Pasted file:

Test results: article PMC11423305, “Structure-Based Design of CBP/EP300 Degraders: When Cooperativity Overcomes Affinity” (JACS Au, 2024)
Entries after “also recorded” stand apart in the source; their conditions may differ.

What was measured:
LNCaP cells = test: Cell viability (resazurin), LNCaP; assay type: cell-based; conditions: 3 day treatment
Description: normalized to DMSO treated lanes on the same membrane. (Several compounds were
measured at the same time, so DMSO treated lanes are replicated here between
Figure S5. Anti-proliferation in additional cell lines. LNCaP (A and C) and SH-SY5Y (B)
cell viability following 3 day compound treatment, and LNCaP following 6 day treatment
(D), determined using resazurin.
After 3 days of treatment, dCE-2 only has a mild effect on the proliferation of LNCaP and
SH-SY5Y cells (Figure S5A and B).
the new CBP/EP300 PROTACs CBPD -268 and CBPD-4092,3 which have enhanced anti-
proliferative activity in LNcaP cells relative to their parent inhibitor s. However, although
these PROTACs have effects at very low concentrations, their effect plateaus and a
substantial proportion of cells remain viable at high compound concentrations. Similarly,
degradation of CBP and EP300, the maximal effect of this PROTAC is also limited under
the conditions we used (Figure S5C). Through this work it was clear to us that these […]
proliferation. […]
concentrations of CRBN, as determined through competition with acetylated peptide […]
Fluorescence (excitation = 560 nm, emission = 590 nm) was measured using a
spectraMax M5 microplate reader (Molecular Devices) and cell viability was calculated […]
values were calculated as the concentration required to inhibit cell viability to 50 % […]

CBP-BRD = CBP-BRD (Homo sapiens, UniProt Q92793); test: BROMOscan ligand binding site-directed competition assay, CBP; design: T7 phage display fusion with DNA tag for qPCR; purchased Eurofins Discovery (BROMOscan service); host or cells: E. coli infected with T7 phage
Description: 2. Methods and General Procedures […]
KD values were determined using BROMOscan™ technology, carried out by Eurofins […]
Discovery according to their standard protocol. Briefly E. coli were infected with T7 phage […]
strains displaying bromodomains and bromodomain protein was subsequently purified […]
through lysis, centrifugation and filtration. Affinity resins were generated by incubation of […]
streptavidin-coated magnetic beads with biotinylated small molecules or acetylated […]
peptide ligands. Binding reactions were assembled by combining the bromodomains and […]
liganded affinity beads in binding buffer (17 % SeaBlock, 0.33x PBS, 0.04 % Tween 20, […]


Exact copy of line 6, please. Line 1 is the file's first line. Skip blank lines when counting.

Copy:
measured at the same time, so DMSO treated lanes are replicated here between